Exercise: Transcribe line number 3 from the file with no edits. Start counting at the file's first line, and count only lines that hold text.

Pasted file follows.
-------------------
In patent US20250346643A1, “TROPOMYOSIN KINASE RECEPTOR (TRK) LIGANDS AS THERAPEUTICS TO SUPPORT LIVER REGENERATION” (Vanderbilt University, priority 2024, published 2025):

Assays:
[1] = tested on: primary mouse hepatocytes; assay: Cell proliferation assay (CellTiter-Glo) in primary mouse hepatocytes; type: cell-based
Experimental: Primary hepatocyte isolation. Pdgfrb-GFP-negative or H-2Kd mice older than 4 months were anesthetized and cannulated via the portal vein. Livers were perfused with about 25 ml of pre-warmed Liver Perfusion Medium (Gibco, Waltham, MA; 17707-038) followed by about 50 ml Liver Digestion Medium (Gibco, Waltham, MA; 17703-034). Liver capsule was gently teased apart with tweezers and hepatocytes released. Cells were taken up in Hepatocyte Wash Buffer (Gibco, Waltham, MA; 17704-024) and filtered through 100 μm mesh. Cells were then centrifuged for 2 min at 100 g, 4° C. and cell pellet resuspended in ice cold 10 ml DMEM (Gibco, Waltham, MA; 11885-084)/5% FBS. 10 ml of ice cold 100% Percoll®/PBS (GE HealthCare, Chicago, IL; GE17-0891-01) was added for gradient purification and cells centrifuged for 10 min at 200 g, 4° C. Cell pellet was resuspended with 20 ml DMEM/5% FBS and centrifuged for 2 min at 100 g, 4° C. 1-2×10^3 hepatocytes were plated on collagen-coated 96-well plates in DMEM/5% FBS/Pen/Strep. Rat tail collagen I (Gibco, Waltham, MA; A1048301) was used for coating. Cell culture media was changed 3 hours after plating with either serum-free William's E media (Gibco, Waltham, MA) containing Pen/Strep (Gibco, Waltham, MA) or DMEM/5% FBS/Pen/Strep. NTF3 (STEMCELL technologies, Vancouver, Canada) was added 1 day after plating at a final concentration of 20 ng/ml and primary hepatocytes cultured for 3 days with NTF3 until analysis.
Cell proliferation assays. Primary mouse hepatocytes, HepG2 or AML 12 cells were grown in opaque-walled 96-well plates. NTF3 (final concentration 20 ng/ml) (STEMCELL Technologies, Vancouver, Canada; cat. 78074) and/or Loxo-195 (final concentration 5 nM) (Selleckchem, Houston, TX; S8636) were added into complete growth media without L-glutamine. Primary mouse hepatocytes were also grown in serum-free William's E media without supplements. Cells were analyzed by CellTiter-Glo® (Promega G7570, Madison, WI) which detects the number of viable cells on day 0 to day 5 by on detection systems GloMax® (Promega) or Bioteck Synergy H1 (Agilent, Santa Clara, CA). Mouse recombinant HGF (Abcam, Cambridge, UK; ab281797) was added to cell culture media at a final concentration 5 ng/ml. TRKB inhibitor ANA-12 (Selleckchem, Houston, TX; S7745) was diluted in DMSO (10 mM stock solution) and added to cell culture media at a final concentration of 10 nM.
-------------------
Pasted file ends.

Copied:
[1] = tested on: primary mouse hepatocytes; assay: Cell proliferation assay (CellTiter-Glo) in primary mouse hepatocytes; type: cell-based